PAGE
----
The plastic kerbing contains 88% recycled material. It is lighter than stone or concrete, therefore easier to handle, and does not generate harmful crystalline silica dust when cut.
How it actually performs remains to be seen so Skanska is testing the resilience of the plastic kerbs in locations used by a lot of lorries.
Skanska operations director Matthew Riches said: “These plastic kerbs have been BBA/HAPAS approved, meaning they are manufactured to the highest standards for the Hampshire network. With its lightweight features, we can lay four times faster than traditional methods and that’s significant as we look to find ways to deliver a greener, more cost-effective service. Exploring use of recycled products like these is an important step forward as we work towards our target of becoming carbon neutral by 2045.”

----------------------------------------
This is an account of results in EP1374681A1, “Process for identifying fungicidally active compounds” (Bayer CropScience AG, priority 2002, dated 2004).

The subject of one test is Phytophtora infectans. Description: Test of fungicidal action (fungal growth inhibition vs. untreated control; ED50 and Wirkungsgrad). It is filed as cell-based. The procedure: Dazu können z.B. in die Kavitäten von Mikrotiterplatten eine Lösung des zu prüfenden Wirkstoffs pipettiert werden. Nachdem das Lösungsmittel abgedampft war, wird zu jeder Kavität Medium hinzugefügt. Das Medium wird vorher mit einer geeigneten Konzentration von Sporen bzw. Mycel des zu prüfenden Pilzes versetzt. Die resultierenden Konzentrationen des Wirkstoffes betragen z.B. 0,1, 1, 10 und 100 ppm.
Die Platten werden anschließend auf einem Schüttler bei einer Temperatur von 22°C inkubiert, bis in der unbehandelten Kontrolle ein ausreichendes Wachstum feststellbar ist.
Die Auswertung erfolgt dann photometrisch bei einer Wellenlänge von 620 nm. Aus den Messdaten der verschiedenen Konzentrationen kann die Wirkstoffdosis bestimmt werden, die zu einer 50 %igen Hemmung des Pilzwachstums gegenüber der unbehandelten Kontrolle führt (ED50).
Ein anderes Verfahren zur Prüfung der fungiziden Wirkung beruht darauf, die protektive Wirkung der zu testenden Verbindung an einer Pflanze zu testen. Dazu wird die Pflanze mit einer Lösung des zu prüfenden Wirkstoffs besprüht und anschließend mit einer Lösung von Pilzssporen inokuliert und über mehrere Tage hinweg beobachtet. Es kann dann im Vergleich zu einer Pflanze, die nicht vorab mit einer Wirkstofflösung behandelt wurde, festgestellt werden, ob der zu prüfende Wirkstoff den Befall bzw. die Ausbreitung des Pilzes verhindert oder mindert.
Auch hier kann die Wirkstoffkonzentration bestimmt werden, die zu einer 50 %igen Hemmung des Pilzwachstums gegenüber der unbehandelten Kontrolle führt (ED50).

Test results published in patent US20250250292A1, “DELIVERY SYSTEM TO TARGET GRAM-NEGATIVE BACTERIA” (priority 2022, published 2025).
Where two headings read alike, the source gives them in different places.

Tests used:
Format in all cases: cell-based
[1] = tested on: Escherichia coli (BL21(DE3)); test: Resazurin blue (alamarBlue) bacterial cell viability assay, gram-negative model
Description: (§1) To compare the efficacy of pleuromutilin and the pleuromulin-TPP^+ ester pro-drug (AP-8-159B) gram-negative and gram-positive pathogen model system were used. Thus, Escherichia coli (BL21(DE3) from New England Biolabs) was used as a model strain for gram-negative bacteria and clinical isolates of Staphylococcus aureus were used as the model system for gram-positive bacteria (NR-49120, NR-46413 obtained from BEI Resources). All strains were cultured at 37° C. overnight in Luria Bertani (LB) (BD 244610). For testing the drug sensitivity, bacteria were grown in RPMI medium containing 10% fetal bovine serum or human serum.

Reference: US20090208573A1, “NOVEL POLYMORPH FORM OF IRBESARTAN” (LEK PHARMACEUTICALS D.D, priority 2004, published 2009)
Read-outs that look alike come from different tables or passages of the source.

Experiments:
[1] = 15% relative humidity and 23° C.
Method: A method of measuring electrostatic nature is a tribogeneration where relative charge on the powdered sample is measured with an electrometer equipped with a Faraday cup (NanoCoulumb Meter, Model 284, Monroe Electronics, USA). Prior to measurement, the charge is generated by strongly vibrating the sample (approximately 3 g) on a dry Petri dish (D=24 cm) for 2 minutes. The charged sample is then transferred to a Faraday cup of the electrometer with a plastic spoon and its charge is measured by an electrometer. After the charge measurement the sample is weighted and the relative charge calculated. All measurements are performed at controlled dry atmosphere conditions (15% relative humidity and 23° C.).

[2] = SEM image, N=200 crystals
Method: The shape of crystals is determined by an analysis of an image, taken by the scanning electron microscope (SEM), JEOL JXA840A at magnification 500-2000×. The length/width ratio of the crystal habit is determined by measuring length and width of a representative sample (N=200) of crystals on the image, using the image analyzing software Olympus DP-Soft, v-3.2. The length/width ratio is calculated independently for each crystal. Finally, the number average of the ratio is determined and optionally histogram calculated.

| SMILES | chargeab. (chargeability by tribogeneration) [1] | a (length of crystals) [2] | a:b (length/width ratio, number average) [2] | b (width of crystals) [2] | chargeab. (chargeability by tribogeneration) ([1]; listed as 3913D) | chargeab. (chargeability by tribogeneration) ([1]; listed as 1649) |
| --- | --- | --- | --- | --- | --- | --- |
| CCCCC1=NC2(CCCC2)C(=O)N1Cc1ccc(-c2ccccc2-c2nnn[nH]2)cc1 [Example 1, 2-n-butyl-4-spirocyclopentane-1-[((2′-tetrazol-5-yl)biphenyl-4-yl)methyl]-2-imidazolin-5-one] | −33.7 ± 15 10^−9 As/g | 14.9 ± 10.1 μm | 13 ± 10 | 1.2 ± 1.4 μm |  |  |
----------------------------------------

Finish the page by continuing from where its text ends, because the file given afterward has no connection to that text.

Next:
Councillor Rob Humby, Hampshire County Council’s executive member for environment and transport, supports the trial. He said: “We’re committed to clear action, embedding carbon reduction measures in services across the county council. This innovative use of recycled plastic kerbing, which is durable but much lighter than the concrete equivalent, results in 40% less carbon during manufacture. It can be easily installed manually, reducing the need for mechanical handling equipment. We continue to explore opportunities to reuse and recycle materials from our highways works and will be looking at the viability of other recycled plastic products if this trial proves successful.”